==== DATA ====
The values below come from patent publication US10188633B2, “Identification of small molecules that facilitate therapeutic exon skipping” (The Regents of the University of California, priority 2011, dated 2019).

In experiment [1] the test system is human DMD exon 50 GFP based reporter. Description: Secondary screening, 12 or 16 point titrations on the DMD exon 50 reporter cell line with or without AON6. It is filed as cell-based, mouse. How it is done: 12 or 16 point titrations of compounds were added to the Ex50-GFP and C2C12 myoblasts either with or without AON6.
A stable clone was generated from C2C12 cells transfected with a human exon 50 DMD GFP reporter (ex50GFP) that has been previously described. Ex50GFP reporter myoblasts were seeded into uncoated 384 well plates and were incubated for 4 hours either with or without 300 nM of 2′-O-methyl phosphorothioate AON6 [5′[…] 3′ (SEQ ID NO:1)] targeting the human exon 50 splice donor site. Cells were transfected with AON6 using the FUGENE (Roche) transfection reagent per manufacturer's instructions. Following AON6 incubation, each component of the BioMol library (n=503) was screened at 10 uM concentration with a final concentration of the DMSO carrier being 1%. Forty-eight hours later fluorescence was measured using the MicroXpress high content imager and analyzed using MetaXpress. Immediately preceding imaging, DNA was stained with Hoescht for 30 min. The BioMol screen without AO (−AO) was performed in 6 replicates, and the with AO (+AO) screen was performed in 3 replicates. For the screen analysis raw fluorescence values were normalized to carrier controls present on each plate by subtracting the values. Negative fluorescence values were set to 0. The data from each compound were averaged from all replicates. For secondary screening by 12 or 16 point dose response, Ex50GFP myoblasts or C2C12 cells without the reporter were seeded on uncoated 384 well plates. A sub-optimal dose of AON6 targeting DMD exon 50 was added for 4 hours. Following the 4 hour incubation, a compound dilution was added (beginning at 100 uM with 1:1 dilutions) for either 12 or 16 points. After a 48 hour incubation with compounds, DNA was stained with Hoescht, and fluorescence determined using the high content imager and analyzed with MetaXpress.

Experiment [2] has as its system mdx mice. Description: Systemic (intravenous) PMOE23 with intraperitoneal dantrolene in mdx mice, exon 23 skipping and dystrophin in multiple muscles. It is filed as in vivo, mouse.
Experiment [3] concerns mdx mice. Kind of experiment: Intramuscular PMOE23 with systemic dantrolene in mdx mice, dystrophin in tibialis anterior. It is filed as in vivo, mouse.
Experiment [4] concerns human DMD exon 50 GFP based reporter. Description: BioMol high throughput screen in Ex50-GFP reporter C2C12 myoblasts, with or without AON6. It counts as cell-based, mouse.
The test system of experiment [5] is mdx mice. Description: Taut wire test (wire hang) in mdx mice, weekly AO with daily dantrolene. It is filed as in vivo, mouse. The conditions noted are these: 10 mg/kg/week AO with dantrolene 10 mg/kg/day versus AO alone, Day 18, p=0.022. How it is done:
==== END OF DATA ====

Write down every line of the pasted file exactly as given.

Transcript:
The values below come from patent publication US10188633B2, “Identification of small molecules that facilitate therapeutic exon skipping” (The Regents of the University of California, priority 2011, dated 2019).

In experiment [1] the test system is human DMD exon 50 GFP based reporter. Description: Secondary screening, 12 or 16 point titrations on the DMD exon 50 reporter cell line with or without AON6. It is filed as cell-based, mouse. How it is done: 12 or 16 point titrations of compounds were added to the Ex50-GFP and C2C12 myoblasts either with or without AON6.
A stable clone was generated from C2C12 cells transfected with a human exon 50 DMD GFP reporter (ex50GFP) that has been previously described. Ex50GFP reporter myoblasts were seeded into uncoated 384 well plates and were incubated for 4 hours either with or without 300 nM of 2′-O-methyl phosphorothioate AON6 [5′[…] 3′ (SEQ ID NO:1)] targeting the human exon 50 splice donor site. Cells were transfected with AON6 using the FUGENE (Roche) transfection reagent per manufacturer's instructions. Following AON6 incubation, each component of the BioMol library (n=503) was screened at 10 uM concentration with a final concentration of the DMSO carrier being 1%. Forty-eight hours later fluorescence was measured using the MicroXpress high content imager and analyzed using MetaXpress. Immediately preceding imaging, DNA was stained with Hoescht for 30 min. The BioMol screen without AO (−AO) was performed in 6 replicates, and the with AO (+AO) screen was performed in 3 replicates. For the screen analysis raw fluorescence values were normalized to carrier controls present on each plate by subtracting the values. Negative fluorescence values were set to 0. The data from each compound were averaged from all replicates. For secondary screening by 12 or 16 point dose response, Ex50GFP myoblasts or C2C12 cells without the reporter were seeded on uncoated 384 well plates. A sub-optimal dose of AON6 targeting DMD exon 50 was added for 4 hours. Following the 4 hour incubation, a compound dilution was added (beginning at 100 uM with 1:1 dilutions) for either 12 or 16 points. After a 48 hour incubation with compounds, DNA was stained with Hoescht, and fluorescence determined using the high content imager and analyzed with MetaXpress.

Experiment [2] has as its system mdx mice. Description: Systemic (intravenous) PMOE23 with intraperitoneal dantrolene in mdx mice, exon 23 skipping and dystrophin in multiple muscles. It is filed as in vivo, mouse.
Experiment [3] concerns mdx mice. Kind of experiment: Intramuscular PMOE23 with systemic dantrolene in mdx mice, dystrophin in tibialis anterior. It is filed as in vivo, mouse.
Experiment [4] concerns human DMD exon 50 GFP based reporter. Description: BioMol high throughput screen in Ex50-GFP reporter C2C12 myoblasts, with or without AON6. It counts as cell-based, mouse.
The test system of experiment [5] is mdx mice. Description: Taut wire test (wire hang) in mdx mice, weekly AO with daily dantrolene. It is filed as in vivo, mouse. The conditions noted are these: 10 mg/kg/week AO with dantrolene 10 mg/kg/day versus AO alone, Day 18, p=0.022. How it is done: